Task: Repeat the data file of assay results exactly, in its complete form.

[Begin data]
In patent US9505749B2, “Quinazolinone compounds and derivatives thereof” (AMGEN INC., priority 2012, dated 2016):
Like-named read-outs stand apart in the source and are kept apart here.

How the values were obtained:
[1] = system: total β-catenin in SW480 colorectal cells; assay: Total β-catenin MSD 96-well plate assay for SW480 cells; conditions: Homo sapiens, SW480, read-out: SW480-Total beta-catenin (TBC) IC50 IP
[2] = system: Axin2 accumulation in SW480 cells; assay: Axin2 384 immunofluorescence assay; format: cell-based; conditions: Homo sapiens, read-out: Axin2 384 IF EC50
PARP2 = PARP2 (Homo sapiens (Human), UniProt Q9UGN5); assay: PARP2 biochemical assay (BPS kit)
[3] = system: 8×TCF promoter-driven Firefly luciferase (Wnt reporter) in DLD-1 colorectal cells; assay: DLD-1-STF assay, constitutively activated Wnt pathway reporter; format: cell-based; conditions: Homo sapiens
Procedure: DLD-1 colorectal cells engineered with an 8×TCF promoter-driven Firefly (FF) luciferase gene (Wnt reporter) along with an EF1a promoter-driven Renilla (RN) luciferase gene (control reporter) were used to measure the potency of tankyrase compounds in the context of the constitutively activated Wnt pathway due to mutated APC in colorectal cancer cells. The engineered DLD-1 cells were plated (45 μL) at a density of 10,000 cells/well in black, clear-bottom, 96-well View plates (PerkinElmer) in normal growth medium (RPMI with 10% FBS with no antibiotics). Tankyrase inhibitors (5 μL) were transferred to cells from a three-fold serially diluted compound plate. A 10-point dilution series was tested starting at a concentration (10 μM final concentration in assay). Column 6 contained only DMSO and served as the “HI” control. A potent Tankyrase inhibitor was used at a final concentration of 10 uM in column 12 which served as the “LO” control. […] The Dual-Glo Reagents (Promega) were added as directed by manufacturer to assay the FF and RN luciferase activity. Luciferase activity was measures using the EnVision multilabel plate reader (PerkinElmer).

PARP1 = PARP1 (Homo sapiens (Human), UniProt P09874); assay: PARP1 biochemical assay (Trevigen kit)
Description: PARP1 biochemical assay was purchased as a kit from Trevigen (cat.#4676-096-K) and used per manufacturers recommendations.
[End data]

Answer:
In patent US9505749B2, “Quinazolinone compounds and derivatives thereof” (AMGEN INC., priority 2012, dated 2016):
Like-named read-outs stand apart in the source and are kept apart here.

How the values were obtained:
[1] = system: total β-catenin in SW480 colorectal cells; assay: Total β-catenin MSD 96-well plate assay for SW480 cells; conditions: Homo sapiens, SW480, read-out: SW480-Total beta-catenin (TBC) IC50 IP
[2] = system: Axin2 accumulation in SW480 cells; assay: Axin2 384 immunofluorescence assay; format: cell-based; conditions: Homo sapiens, read-out: Axin2 384 IF EC50
PARP2 = PARP2 (Homo sapiens (Human), UniProt Q9UGN5); assay: PARP2 biochemical assay (BPS kit)
[3] = system: 8×TCF promoter-driven Firefly luciferase (Wnt reporter) in DLD-1 colorectal cells; assay: DLD-1-STF assay, constitutively activated Wnt pathway reporter; format: cell-based; conditions: Homo sapiens
Procedure: DLD-1 colorectal cells engineered with an 8×TCF promoter-driven Firefly (FF) luciferase gene (Wnt reporter) along with an EF1a promoter-driven Renilla (RN) luciferase gene (control reporter) were used to measure the potency of tankyrase compounds in the context of the constitutively activated Wnt pathway due to mutated APC in colorectal cancer cells. The engineered DLD-1 cells were plated (45 μL) at a density of 10,000 cells/well in black, clear-bottom, 96-well View plates (PerkinElmer) in normal growth medium (RPMI with 10% FBS with no antibiotics). Tankyrase inhibitors (5 μL) were transferred to cells from a three-fold serially diluted compound plate. A 10-point dilution series was tested starting at a concentration (10 μM final concentration in assay). Column 6 contained only DMSO and served as the “HI” control. A potent Tankyrase inhibitor was used at a final concentration of 10 uM in column 12 which served as the “LO” control. […] The Dual-Glo Reagents (Promega) were added as directed by manufacturer to assay the FF and RN luciferase activity. Luciferase activity was measures using the EnVision multilabel plate reader (PerkinElmer).

PARP1 = PARP1 (Homo sapiens (Human), UniProt P09874); assay: PARP1 biochemical assay (Trevigen kit)
Description: PARP1 biochemical assay was purchased as a kit from Trevigen (cat.#4676-096-K) and used per manufacturers recommendations.